Poor Man's Backup 2.0 (The viable solution)

The copy process of the above method works everywhere, but it is very slow and can be optimized. The cp command simply copies the entire file, including the unused space of virtual disks which is represented as zeros. ESXi hosts have a tool that understands virtual disks and ignores unused blocks during copy processes. It also allows to change the output format to thin, which is great for backups:

vmkfstools -i [sourceDisk] [targetDisk] -d [diskformat]

The following script is a working example to backup a Virtual Machine on a Free ESXi host:

mkdir -p /vmfs/volumes/datastore1/web01-backup/

cp /vmfs/volumes/datastore1/web01/web01.vmx /vmfs/volumes/datastore1/web01-backup/web01.vmx
cp /vmfs/volumes/datastore1/web01/web01.nvram /vmfs/volumes/datastore1/web01-backup/web01.nvram
cp /vmfs/volumes/datastore1/web01/web01.vmsd /vmfs/volumes/datastore1/web01-backup/web01.vmsd

vmid=$(vim-cmd vmsvc/getallvms | grep web01 | awk '{print $1}')
vim-cmd vmsvc/snapshot.create $vmid backup 'Snapshot created by Backup Script' 0 0

vmkfstools -i /vmfs/volumes/datastore1/web01/web01.vmdk /vmfs/volumes/datastore1/web01-backup/web01.vmdk -d thin

vim-cmd vmsvc/snapshot.removeall $vmid

The scipt is very basic, without error checking and static. It's intended to demonstrate the process.

ghettoVCB by William Lam

ghettoVCB is a long known backup solution that works from ESXi 3.5 until ESXi 6, created by VMware employee William Lam. It's a comprehensive script that runs on the ESXi host and creates backups using the method explained above. It does not use the VMware backup API, so it works with free ESXi.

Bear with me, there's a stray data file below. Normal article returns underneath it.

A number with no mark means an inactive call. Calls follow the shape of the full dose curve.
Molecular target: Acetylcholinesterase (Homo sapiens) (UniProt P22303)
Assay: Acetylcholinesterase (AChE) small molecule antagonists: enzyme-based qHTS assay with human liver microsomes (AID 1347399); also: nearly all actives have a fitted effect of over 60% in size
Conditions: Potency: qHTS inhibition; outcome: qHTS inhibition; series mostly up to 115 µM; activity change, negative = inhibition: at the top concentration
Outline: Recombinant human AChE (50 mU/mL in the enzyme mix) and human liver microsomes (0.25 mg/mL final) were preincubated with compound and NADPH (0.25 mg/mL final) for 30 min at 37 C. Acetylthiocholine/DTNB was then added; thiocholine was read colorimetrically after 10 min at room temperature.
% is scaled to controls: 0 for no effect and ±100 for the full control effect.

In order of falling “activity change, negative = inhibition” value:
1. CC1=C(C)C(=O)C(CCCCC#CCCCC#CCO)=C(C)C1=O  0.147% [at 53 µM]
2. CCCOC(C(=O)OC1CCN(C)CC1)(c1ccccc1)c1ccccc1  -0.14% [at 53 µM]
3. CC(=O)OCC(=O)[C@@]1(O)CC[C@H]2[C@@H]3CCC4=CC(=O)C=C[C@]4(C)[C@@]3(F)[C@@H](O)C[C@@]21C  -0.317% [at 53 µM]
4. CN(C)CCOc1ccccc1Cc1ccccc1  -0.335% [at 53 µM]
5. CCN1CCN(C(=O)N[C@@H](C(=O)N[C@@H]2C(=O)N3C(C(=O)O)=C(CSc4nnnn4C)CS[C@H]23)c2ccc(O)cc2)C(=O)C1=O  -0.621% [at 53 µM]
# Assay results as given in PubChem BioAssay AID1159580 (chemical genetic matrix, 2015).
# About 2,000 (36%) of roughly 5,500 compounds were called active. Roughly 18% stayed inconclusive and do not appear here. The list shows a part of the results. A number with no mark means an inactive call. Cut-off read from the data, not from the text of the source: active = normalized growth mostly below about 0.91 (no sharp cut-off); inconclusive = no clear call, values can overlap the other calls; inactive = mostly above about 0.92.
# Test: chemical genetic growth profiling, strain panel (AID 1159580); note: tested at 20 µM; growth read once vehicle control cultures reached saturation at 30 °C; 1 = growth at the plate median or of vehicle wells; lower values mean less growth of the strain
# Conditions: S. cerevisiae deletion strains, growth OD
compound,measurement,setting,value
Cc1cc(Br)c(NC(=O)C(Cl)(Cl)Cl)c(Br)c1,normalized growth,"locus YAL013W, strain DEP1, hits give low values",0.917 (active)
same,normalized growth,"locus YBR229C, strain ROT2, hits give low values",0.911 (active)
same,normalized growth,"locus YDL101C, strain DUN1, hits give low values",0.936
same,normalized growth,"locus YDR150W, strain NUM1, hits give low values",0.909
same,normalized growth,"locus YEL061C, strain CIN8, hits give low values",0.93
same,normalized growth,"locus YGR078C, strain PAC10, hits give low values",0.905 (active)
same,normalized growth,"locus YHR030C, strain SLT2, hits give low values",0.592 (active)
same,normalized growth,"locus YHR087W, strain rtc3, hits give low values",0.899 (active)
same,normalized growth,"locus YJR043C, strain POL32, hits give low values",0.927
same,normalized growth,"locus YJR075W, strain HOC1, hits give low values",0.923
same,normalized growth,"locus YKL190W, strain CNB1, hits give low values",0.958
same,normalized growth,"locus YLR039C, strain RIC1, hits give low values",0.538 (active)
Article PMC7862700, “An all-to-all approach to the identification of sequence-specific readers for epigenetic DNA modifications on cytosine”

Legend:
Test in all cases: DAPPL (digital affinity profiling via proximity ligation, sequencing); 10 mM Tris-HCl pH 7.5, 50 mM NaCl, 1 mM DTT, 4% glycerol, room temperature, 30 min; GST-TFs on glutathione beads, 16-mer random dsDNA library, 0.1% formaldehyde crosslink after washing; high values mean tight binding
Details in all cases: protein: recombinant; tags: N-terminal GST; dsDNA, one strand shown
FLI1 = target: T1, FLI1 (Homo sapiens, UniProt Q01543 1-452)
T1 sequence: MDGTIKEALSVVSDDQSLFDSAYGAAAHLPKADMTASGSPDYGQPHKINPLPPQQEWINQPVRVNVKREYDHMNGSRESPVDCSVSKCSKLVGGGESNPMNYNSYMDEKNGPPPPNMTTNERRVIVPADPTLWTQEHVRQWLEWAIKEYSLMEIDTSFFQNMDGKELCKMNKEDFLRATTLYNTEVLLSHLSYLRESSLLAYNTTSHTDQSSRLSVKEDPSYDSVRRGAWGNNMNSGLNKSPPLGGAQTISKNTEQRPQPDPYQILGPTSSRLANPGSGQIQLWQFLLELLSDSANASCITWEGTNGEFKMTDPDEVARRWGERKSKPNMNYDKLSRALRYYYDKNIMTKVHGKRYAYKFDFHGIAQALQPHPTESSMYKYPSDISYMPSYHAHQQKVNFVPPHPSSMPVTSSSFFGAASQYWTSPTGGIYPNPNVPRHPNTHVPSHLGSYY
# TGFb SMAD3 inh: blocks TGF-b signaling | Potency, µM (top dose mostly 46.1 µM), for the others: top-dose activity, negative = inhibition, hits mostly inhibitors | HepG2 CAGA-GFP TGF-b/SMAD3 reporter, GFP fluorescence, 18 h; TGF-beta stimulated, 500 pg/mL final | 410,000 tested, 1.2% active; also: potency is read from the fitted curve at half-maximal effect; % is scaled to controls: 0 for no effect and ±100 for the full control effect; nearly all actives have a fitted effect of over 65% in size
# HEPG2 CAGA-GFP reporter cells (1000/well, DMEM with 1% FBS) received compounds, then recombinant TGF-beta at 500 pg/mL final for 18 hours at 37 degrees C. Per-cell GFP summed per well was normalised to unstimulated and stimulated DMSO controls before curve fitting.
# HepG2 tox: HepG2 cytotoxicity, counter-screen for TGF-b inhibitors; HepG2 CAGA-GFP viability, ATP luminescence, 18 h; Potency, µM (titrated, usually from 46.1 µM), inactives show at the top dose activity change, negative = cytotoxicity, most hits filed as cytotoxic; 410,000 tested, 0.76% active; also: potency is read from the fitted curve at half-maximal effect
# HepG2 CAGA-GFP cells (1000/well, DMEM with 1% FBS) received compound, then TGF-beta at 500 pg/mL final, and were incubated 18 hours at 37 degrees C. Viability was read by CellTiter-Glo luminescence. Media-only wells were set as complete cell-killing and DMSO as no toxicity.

Download ghettoVCB from GitHub (Press "Raw" to download the File) and install the .vib:

esxcli software vib install -v /vmfs/volumes/datastore1/vghetto-ghettoVCB.vib -f

ghettoVCB can be configured with configuration files. A full documentation can be found here: ghettoVCB Documentation. For this example, I've created a basic configuration and only changed the backup volume:


Start the Backup with the -a parameter, to backup all VMs on the host, and the ghettoVCB.conf:

/opt/ghettovcb/bin/ -a -g ghettoVCB.conf

This will create a backup of all Virtual Machines running on the ESXi host to the backup directory. To restore, you can simply add the .vmx file to the ESXi inventroy.

+ Available as VIB package, easy installation
+ Mature solution with a large feature set
+ Good documentation. Easy to make cronjobs that are persistent through a reboot.
- Due to it's large feature set, the deployment is not self-explaining
- Requires basic shell skills


XSIBackup is another free script that runs on the ESXi host and backups running virtual machines on free ESXi Hosts. Features:

  • Performs hot backups
  • Does not use VADP
  • Supports Cronjobs
  • Supports Rsync to mirror backups to a second ESXi

The tool can be downloaded here. Unzip it, make it executable and it its ready to run. No further configuration is required. To backup all VMs running on the ESXi host, just start the script with the following parameters:

./xsibackup --backup-point=/vmfs/volumes/datastore1/BACKUPS --backup-type=running

The full documentation is available here.

+ Large Feature Set
+ Very quick to setup (5 minutes to first backup)
- Download requires a (free) key
- Requires basic shell skills

HPE VM Explorer (Trilead VM Explorer)

HPE VM Explorer is available as free edition here. The windows based software is configured and managed with a web interface and works with the free ESXi. If you want to create a backup of your standalone ESXi ot your Windows machine, this is your tool of choise. Of course it also supports backups to the local ESXi host.

+ Easy installation
+ Also supports vCenter and API based Backups
+ No shell skills required
- Requires an additional server for the application